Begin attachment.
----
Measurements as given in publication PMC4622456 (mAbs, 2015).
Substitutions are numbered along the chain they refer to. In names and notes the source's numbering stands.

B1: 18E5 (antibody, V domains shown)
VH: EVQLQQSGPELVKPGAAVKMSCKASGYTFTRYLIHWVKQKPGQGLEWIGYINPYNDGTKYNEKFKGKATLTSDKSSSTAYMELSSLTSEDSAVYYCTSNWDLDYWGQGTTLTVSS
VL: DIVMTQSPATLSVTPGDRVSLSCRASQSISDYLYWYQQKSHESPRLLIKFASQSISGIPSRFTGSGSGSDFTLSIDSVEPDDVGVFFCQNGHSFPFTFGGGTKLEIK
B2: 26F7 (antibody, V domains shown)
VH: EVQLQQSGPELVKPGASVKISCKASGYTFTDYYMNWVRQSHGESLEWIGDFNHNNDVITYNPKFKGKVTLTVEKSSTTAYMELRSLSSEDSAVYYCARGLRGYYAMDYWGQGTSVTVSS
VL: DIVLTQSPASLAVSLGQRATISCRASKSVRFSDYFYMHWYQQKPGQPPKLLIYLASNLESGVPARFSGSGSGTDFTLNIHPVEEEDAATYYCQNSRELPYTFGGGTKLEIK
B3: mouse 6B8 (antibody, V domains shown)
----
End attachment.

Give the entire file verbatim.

Measurements as given in publication PMC4622456 (mAbs, 2015).
Substitutions are numbered along the chain they refer to. In names and notes the source's numbering stands.

B1: 18E5 (antibody, V domains shown)
VH: EVQLQQSGPELVKPGAAVKMSCKASGYTFTRYLIHWVKQKPGQGLEWIGYINPYNDGTKYNEKFKGKATLTSDKSSSTAYMELSSLTSEDSAVYYCTSNWDLDYWGQGTTLTVSS
VL: DIVMTQSPATLSVTPGDRVSLSCRASQSISDYLYWYQQKSHESPRLLIKFASQSISGIPSRFTGSGSGSDFTLSIDSVEPDDVGVFFCQNGHSFPFTFGGGTKLEIK
B2: 26F7 (antibody, V domains shown)
VH: EVQLQQSGPELVKPGASVKISCKASGYTFTDYYMNWVRQSHGESLEWIGDFNHNNDVITYNPKFKGKVTLTVEKSSTTAYMELRSLSSEDSAVYYCARGLRGYYAMDYWGQGTSVTVSS
VL: DIVLTQSPASLAVSLGQRATISCRASKSVRFSDYFYMHWYQQKPGQPPKLLIYLASNLESGVPARFSGSGSGTDFTLNIHPVEEEDAATYYCQNSRELPYTFGGGTKLEIK
B3: mouse 6B8 (antibody, V domains shown)